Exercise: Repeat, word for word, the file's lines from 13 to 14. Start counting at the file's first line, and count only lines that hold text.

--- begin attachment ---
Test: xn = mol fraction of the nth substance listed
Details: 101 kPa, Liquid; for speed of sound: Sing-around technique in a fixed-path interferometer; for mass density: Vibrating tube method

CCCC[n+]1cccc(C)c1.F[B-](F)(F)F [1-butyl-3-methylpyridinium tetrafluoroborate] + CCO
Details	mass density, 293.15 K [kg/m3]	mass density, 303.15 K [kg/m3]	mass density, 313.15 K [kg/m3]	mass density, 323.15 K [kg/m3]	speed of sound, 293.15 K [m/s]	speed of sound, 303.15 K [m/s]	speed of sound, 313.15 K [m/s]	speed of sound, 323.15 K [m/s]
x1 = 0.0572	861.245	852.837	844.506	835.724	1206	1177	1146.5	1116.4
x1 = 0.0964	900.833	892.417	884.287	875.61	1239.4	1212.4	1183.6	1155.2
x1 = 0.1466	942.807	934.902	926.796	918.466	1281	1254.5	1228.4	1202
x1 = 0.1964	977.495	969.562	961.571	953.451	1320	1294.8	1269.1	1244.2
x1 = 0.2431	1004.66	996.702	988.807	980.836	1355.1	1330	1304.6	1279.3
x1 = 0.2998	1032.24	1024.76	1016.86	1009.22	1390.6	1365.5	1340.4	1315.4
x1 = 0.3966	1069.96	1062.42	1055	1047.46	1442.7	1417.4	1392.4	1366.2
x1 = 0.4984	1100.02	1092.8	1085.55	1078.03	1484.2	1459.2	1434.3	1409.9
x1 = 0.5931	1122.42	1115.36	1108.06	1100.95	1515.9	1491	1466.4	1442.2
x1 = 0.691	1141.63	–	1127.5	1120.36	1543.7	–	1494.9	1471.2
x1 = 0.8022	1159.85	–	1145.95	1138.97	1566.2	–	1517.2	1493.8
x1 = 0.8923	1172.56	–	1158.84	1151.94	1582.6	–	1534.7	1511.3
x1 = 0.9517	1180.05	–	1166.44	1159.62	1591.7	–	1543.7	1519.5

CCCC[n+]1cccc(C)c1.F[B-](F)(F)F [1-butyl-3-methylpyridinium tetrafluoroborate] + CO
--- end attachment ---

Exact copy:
x1 = 0.5931	1122.42	1115.36	1108.06	1100.95	1515.9	1491	1466.4	1442.2
x1 = 0.691	1141.63	–	1127.5	1120.36	1543.7	–	1494.9	1471.2